The regional entity seemed poised to go ahead with management of Phoenicia's sewer system from here on in. But it moved with clear trepidation about the changing and obstreperous nature of Shandaken politics.
At its April meeting, with Stanley away, the Shandaken Town Board passed a resolution to get help from the CWC, who would manage the ensuing project as it has similar projects in Boiceville and other sites throughout the Catskills. Before the vote, however, the resolution that Rosa asked to be passed was changed substantially.
Where the resolution had originally been a request by the town board to the CWC to "take over the design and administration of the proposed sewer project," it instead became a request, "that the Catskill Watershed Corporation ASSIST the Shandaken Town Board." Furthermore, where Rosa specifically asked that the town ask the CWC "to assume administration of proposed WWTF for Phoenicia," it eventually referred to how, "the CWC has graciously offered to assist the Shandaken town board in evaluating the various options available..."
At its May 4 meeting, CWC's wastewater committee tried to figure out what Phoenicia actually wanted CWC to do. After a briefing on the decade-long history of Phoenicia's efforts to plan for and build a sewer system by CWC member Jeffrey Graff, and some explanation by Stanley, the committee unanimously agreed to recommend that the CWC Board of Directors agree to get involved.
Now the matter goes before the CWC Board of Directors at its next monthly meeting on June 1. That entity can either agree to the plan or turn the idea down. To date, it has never turned any town's request down...although in recent conversations, Rosa expressed considerable frustration with the Town of Shandaken.
In April, Rosa pointed out that the CWC would gladly step away from their offer of help if the town decided it didn't want a sewer. He also questioned what Ricciardella, Darwak and Palen were doing at local meetings on the issue.
"We don't want to do anything that hurts businesses," he said, pointing out the many business granting and loan programs the CWC runs, as well as the lengths it will go to ensure new businesses don't compete unfairly with existing ones. "I don't get what they're so opposed to here..."
Rosa added, on several occasions, that the CWC Board entered into the responsibility of administering sewer systems not as a planning gesture, but an investment commitment. He indicated that it was still in the best interests of the region to go along with Phoenicia to ensure something gets built, but said there were limits to how much they could do, financially, without clear lines of authority.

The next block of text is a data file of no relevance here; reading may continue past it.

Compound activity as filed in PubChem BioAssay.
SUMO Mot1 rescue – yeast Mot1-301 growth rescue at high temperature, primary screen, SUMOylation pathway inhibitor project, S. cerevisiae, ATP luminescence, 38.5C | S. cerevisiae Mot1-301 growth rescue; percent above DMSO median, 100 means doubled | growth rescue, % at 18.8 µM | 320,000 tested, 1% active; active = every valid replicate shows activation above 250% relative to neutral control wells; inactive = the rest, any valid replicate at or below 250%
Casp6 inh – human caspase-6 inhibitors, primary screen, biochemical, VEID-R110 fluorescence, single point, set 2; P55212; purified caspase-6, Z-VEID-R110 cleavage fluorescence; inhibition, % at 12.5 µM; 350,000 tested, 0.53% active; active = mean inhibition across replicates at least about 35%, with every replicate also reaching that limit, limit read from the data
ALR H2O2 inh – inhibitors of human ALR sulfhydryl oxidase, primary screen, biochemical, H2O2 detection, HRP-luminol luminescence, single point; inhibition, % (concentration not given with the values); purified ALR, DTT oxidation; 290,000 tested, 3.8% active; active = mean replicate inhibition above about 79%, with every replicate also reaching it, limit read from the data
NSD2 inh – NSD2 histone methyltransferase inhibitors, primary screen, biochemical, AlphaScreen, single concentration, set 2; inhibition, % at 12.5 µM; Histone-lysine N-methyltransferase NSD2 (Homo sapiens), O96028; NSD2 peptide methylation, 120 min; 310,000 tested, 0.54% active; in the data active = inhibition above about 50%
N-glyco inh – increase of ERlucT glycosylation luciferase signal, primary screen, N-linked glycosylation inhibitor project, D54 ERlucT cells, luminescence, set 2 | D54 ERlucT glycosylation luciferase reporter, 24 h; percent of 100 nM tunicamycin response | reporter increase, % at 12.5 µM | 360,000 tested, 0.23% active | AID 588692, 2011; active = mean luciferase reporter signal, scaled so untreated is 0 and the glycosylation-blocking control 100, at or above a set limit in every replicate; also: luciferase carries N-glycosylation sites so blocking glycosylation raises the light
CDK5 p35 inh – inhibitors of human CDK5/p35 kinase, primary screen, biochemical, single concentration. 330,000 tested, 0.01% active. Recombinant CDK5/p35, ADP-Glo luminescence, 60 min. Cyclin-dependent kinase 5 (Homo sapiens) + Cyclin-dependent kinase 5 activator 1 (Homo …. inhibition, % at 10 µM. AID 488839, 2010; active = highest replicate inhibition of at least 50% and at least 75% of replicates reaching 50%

As for the question of the Kosinski letter's seriousness, which town board members pooh-poohed at their April meeting, Rosa said Phoenicia's options were indeed narrowing significantly.
"You know DEC doesn't give out letters if they're not serious," he said. "I'm glad I'm not in Rob Stanley's shoes."
Also asked about the seriousness of Kosinski's warning to the town, DEC Region 3 Director Willie Janeway said "This needs to be addressed. A letter like this is not sent lightly...The City has said they're ready to help this community. We at the DEC would also rather help them than to have to enforce our regulations."
Pine Hill extension indecision, too
In similar sewer talk at a Shandaken Town Board meeting this past Monday, May 3, a public hearing was held on whether the Pine Hill sewer district should be extended to include another 30 properties in accordance with an agreement reached over a decade ago between the town and the city.
Pine Hill, one of the few communities of the Catskills that took advantage of a sweetheart deal offered by the City back in the 1920's that gave landowners absolutely free sewage treatment forever, agreed to increase the size of its district as part of MOA talks in 1997. But some in Pine Hill now believe such a deal could inadvertently shift responsibility for O&M costs for the system to local property owners.
Kevin Young, the attorney representing the town in the matter, said that the rights of the existing district users are preserved and that he felt the written agreement represented that.
"But if it is not clear in here we can make it absolutely clear," he added, speaking to the board and not the rancorous audience. "You are the judge."
While it is true that the City put up money in the 1990's for septic replacements and did so again in 2007, Young warned that the program that allowed that was set to end soon, and there still thousands of systems watershed wide that the program is supposed to replace. If 30 homes in Pine Hill can be taken care of with this extension, he said, the town should do it.
"If you think the City of New York is going to keep extending that money in perpetuity during these economic times you are dreaming," the lawyer said. "If you are in government today in the watershed, your job should be to get everyone in your community the best septic deal you can because the money is there. At some point the money is not going to be there. They (the City) are not going to need us, so get the money while you can."
Young added that he will rewrite the proposal to include language to clear up the legal confusion about existing sewer users. It is expected that another public hearing will be held to give residents a chance to weigh in on the new draft.++